"We did two big outdoor shows in July, 8,000 people a night. Even people in Manchester didn't know about the venue – it's beautiful, right in the centre, where the canals all meet. We wanted to curate a mini-festival, so we chose all the supports – we had Miles Kane, the Strypes, Findlay, James Skelly from the Coral, and Reverend and the Makers. The sun shone and it was a great atmosphere. It felt like a victory. Debbie Harry was in the crowd, with a couple of guys from Blondie. I kept getting texts from friends, saying: "I'm stood next to Debbie Harry!" I was like: "The Debbie Harry?"' She came backstage. It's always nice to have a drink with an icon. Contrary to popular opinion, I am actually very shy. But she made me feel at ease. It was a huge deal, her being there. They were the greatest nights of my life with the band."

Sophie Ellis-Bextor on being all-singing and all-dancing

"One of the highlights was recording my new album. We did it in 10 days in a little studio called State of the Ark in Richmond, with lots of Mexicana and weird weapons – swords, axes – on the wall. It was quite a family affair. Not just because my kids popped in and my husband played on the album, but because we'd record during the day and then I'd cook everybody supper in the kitchen and we'd have a glass of wine and eat, and then we'd carry on recording late into the night.

"My other highlight was dancing the charleston on Strictly Come Dancing. The first half of my year was dominated by the album and the second by my dancing, which is not a phrase I thought I'd say when the year began! The charleston was fun and I'm thrilled it went down so well, but really it was just lovely to do something so different. That's why I made the album and decided to do Strictly – they seem poles apart, but actually they came from the same part of my brain, the part that pushes me to shake things up and take risks. I did a couple of backflips and I never in a million years thought I'd do that anywhere, let alone on live TV."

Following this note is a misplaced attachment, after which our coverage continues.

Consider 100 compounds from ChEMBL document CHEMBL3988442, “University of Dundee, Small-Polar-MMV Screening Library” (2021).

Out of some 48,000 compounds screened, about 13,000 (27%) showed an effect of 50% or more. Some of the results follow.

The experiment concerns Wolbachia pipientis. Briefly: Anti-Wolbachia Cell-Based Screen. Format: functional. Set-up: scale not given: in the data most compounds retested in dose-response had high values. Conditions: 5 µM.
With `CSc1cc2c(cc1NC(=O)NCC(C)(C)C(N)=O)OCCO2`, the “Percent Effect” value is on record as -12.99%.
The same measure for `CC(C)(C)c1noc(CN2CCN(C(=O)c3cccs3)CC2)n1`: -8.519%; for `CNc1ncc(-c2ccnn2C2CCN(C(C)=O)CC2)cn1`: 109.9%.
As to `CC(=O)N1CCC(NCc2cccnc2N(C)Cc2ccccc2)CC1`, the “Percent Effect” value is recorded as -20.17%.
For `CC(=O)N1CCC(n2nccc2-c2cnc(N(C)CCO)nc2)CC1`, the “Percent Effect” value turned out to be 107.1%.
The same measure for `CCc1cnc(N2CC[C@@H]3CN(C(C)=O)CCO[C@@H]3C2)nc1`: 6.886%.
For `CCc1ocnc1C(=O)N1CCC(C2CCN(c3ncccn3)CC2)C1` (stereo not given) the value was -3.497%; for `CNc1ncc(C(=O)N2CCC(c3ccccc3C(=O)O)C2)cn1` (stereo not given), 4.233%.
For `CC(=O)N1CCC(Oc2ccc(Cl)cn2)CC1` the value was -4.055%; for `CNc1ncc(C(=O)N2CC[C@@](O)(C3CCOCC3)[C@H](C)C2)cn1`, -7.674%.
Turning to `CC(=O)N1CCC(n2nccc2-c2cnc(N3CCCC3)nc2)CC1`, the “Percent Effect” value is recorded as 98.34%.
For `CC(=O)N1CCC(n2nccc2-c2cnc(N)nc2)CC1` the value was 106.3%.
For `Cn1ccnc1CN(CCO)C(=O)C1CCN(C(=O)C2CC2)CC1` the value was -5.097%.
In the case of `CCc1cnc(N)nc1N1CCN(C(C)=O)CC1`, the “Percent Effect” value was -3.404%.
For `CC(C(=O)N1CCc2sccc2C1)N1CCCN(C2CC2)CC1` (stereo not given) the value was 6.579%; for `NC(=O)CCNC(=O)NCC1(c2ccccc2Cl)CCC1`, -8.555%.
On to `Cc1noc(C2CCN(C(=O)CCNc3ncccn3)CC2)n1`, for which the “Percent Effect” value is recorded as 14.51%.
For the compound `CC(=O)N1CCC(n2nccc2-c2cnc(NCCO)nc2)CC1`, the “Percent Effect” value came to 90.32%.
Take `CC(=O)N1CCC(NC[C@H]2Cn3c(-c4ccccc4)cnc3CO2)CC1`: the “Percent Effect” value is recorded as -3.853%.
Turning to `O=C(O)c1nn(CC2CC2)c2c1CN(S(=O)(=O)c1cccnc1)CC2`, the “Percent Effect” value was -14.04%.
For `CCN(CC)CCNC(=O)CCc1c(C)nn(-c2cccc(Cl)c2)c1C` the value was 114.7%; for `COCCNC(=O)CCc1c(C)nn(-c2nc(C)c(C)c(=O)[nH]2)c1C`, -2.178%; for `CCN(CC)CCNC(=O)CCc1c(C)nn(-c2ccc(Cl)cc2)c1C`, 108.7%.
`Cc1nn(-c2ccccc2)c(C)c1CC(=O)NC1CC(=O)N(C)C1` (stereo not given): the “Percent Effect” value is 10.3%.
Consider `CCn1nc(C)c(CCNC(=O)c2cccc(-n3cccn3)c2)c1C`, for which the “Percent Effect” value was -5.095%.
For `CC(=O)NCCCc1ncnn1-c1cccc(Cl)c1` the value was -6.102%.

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Justin Hawkins of the Darkness on waiting for the end of 2013

"My favourite moment of 2013 is going to be 1 January 2014 – I can't wait for it to be over. There has been a lot of unfortunate illness in my family and it's been a weird time. A bad year. But there have been some ups as well. We won a prize [at the Classic Rock awards] for the first time in seven years – Most Members of a Band from East Anglia. No, it was the Showman award. I was in a really bad mood and I had planned what to say: something really ungracious. I had said the night before at our gig at the Electric Ballroom in London that we might get an award, and I asked the crowd: 'Should I be gracious or should I be a cunt?' And they decided unanimously that I should be a cunt. So I was going to say: 'Wow, this is … wow … this is … wow.' And then I was going to say: 'I'd really like to thank …' then pause for a moment, and go: '… fuck we don't have to do this every day, because this is the most cold, pointless and utterly meaningless award.' But in the end I got really nervous and just said: 'Thanks.' I don't care about being on TV or playing gigs – talking in front of an audience when you haven't been singing is the hardest thing to do.

"We played for a bit and during our third song, Growing On Me, some drunk was dancing on the lower 'ego-ramp' part of the stage, which I don't mind, but I started to wonder if he was dancing ironically so as to spoil our performance. At which point my brother leapt off the stage, smashed him with the guitar and kicked him offstage. I've been told it's akin to that Keith Richards moment [during the Rolling Stones' 1981 tour, Richards famously smashed a fan off stage]. People on Twitter seemed to think it was a justifiable clearance."


Interviews by Paul Lester

The GuardianTramp